The county's historic courthouse, left, and current courts facility as seen from the section of Dowd Road that will be closed to accommodate construction of the new 4-story courthouse addition.


The county commissioners are expected to review a $41 million contract on Tuesday morning for the long-anticipated court facility project in Carthage.

New Atlantic Contracting, a Winston-Salem based firm, was the lowest responsive party of seven companies that participated in the bid process. The scope of work includes construction of a new courthouse building and renovation of the existing courthouse. A new facade will tie to the two buildings together visually, and the proposed contract includes development of a new secure parking area.

The overall courthouse facility project is estimated to cost $53.1 million which also includes demolition of the old Carthage firehouse, rebuilding two parking areas, and construction of a connector for Dowd Road.

During a special called meeting on April 26, County Manager Wayne Vest said that base bids and several additional alternatives considered were low enough he did not think there would be any need to scale the project back.

The project has been in the works since 2008 and the Courthouse Facilities Advisory Committee, which was formed in 2009, recommended construction of a new judicial center should be a top priority in 2013.

Space-needs studies were conducted in 2010 and 2012, putting estimated costs to build a new courthouse at $22-$25 million. More recently, a study completed in the summer of 2017 projected that a 180,000-square-foot facility to meet current and future demands would run about $38 million.

The county opted to make use of and renovate the existing 47,000 square feet of space in the current courts facility to reduce the size -- and cost -- of a new courthouse.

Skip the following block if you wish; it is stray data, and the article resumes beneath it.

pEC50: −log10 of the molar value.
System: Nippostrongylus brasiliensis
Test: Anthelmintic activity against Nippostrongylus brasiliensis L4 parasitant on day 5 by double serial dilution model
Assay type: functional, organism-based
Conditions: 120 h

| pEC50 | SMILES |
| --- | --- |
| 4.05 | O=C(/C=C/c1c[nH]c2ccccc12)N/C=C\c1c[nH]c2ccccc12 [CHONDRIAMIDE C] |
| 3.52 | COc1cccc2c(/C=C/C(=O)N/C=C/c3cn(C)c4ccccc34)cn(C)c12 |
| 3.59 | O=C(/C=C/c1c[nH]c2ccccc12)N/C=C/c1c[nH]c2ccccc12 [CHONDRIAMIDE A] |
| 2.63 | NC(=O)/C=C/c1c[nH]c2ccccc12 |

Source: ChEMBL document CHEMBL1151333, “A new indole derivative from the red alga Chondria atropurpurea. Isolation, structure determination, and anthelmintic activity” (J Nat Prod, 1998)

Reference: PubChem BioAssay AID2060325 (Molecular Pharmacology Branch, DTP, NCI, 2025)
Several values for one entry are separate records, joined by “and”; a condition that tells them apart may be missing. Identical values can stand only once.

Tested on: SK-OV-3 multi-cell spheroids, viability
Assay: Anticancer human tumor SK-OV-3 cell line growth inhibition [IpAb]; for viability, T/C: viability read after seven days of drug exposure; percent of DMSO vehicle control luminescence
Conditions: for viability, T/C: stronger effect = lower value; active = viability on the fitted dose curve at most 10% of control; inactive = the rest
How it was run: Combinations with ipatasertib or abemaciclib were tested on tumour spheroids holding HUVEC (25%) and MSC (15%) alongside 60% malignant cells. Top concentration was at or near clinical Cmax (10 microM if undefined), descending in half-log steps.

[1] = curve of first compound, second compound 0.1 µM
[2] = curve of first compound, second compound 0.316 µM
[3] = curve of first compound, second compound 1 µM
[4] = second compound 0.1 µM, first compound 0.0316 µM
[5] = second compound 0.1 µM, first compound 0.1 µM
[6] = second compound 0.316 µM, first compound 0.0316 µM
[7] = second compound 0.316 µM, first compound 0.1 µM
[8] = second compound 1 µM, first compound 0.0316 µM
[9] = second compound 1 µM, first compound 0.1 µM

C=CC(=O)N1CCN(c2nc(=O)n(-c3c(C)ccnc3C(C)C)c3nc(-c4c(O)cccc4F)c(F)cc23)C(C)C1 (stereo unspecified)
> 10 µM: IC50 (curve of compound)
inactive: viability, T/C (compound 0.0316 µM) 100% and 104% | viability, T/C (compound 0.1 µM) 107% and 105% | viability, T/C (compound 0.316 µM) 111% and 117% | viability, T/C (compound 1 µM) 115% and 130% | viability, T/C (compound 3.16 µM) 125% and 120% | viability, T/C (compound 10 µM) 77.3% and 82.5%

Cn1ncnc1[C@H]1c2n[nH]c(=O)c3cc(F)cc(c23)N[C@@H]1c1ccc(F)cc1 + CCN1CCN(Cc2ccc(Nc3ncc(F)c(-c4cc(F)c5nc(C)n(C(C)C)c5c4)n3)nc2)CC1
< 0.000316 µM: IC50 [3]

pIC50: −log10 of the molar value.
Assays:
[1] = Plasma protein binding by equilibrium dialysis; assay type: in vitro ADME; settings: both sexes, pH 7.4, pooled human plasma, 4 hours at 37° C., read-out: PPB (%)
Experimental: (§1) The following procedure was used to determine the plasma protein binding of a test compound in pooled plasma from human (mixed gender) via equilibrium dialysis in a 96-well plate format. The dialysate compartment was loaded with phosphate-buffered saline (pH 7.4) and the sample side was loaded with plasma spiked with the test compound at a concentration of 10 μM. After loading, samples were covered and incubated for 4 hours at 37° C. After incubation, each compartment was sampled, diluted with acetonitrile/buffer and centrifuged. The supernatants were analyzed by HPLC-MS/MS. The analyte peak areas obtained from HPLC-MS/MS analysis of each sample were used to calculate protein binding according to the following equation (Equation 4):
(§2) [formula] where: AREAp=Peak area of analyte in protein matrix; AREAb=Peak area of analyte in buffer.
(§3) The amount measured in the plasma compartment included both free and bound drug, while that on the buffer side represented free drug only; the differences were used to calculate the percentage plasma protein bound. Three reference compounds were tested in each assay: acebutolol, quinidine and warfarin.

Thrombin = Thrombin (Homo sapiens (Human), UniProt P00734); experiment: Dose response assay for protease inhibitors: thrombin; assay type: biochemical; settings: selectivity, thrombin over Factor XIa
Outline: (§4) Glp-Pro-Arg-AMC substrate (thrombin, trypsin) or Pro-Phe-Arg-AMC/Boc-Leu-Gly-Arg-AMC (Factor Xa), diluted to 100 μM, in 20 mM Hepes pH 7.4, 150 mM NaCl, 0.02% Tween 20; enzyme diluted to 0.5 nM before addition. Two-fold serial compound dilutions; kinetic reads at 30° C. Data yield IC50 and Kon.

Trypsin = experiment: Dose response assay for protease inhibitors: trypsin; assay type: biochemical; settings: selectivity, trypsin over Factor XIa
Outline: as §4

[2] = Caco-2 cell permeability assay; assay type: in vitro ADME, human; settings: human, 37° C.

Plans call for a four-story addition that will create 120,000 square feet of new space as well as a partial basement with a small, secured parking lot for court officials. The first floor will primarily house the Clerk of Court offices and provide a public lobby. The second floor of the new building will be reserved for Superior Court proceedings, and District Court will be on the third and fourth floors. The existing renovated building will be renovated and connected to the new facility as part of the overall plan.

Rich Smith, the county’s capital project manager, told county leaders during a special called meeting last month that it’s important to remember the lengthy planning process it took to reach this point.

The courts facility opened in 1979 to replace the old county courthouse, which still sits in the middle of downtown Carthage. For the past few years, the county has been under increasing pressure from the state judicial system to replace or expand the current facility.

“This is a mandated building, you have no choice,” Smith said, “but I think it is masterful.”

He credited the board with being adamant about revalidating previous space needs studies that had been conducted over the previous decade. By deciding to renovate the existing courthouse, the total project cost was reduced by several million dollars.

“We are going to get the best building at the best price and it is all because of how you all think. I commend you for it,” Smith said.

The courts facility project is expected to be financed with limited obligation bonds, contingent on approval by the N.C. Local Government Commission. This is the same financing tool a previous board used to develop the nearby $32.1 million Rick Rhyne Safety Center and jail in Carthage.

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